Plantar fasciitis is an inflammation of a thick, fibrous ligament in the arch of the foot called the plantar fascia. The plantar fascia attaches into the heel bone and fans out toward the ball of the foot, attaching into the base of the toes. If this ligament is stretched excessively it will become inflamed and begin to cause pain. In severe instances the ligament can rupture resulting in immediate severe pain. If the ligament ruptures the pain is so great that the patient cannot place weight on the foot. Should this happen, the foot should be elevated and an ice pack applied. An appointment with your foot doctor should be made at your earliest convenience.
Sports such as tennis, racket ball, and aerobics can cause extreme tension on the plantar fascia resulting in small tears or rupture of the ligament. However, other less stressful activities can result in tears or rupture of the plantar fascia under the right set of circumstances. (For a more through discussion of the cause of plantar fasciitis see heel pain) One consequence of small tears in the plantar fascia is the formation of firm nodules within the plantar fascia, called fibromas.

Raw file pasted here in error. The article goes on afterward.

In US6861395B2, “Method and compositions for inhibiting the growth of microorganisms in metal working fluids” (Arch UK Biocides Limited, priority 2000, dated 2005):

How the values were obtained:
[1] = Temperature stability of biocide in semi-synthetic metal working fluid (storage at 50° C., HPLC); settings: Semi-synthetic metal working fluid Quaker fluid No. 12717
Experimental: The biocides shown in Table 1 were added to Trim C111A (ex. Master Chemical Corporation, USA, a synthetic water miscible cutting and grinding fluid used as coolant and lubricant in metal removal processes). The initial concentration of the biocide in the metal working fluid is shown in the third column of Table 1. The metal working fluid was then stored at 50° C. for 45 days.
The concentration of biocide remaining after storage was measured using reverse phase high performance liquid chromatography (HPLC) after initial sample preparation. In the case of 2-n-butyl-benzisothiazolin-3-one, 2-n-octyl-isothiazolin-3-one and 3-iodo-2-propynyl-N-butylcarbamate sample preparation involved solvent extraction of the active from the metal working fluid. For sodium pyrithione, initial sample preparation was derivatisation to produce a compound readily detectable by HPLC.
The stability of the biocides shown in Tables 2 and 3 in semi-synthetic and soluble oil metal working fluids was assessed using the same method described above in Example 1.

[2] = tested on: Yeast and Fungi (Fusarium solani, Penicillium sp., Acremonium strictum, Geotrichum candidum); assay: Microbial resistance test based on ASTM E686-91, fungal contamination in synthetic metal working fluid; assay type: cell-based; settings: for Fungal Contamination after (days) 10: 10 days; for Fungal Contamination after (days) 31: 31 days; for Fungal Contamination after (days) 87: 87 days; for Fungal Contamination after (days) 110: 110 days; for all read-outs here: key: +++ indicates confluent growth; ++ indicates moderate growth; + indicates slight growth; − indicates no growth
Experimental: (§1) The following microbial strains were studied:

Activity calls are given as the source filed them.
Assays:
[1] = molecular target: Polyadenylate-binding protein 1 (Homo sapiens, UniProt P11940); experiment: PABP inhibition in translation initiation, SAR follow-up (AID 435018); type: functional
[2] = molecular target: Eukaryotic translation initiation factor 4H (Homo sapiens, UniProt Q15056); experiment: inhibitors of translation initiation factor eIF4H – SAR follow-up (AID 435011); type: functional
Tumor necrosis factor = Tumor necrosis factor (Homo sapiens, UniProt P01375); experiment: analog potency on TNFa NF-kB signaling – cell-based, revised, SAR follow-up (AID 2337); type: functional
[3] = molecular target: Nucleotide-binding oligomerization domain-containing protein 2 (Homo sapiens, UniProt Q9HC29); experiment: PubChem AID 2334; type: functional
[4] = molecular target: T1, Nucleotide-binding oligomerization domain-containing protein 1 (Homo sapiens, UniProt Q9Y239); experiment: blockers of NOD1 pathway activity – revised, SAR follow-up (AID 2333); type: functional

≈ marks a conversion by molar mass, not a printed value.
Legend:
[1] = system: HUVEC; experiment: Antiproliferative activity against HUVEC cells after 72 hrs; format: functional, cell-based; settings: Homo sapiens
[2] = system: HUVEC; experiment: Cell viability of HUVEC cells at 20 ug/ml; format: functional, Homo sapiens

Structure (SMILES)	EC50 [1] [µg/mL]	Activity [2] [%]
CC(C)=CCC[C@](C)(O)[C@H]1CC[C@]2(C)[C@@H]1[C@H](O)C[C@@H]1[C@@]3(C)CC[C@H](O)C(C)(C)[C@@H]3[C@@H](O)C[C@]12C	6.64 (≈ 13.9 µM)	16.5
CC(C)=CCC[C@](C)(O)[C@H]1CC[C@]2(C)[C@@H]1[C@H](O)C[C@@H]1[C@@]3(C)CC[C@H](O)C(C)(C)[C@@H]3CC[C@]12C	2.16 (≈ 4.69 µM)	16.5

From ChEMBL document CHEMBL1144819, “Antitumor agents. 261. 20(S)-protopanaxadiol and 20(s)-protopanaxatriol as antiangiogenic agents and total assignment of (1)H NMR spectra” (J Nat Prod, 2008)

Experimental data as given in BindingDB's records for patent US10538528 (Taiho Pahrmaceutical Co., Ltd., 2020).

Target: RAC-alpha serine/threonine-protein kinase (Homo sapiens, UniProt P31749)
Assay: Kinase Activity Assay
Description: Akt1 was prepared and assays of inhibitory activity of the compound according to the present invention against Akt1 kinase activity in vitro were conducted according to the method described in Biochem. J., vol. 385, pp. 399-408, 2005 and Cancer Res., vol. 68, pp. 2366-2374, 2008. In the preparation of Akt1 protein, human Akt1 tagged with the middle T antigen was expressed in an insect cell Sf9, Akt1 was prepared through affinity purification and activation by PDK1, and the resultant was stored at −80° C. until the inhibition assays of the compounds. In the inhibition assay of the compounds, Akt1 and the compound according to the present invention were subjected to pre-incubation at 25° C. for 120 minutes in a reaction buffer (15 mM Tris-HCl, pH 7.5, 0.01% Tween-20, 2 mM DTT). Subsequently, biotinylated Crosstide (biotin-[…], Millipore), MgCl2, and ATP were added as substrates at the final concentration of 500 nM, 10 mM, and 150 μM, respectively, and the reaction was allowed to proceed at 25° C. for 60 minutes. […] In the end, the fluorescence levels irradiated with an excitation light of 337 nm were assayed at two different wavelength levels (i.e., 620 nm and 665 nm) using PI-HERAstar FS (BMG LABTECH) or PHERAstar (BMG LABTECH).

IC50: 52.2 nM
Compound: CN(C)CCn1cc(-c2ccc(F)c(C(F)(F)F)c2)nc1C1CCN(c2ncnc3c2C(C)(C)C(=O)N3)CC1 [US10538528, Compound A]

Treatment of plantar fasciitis varies based on the length of time the patient has had the injury. Treatment consists of active release manual therapy, dry needling, heat therapy and a modified low dye taping technique that restricts the movement of the plantar fascia. In cases where the patients pain has reduced significantly but has not completely gone, custom made orthoses may be prescribe to help correct any biomechanical discrepancies.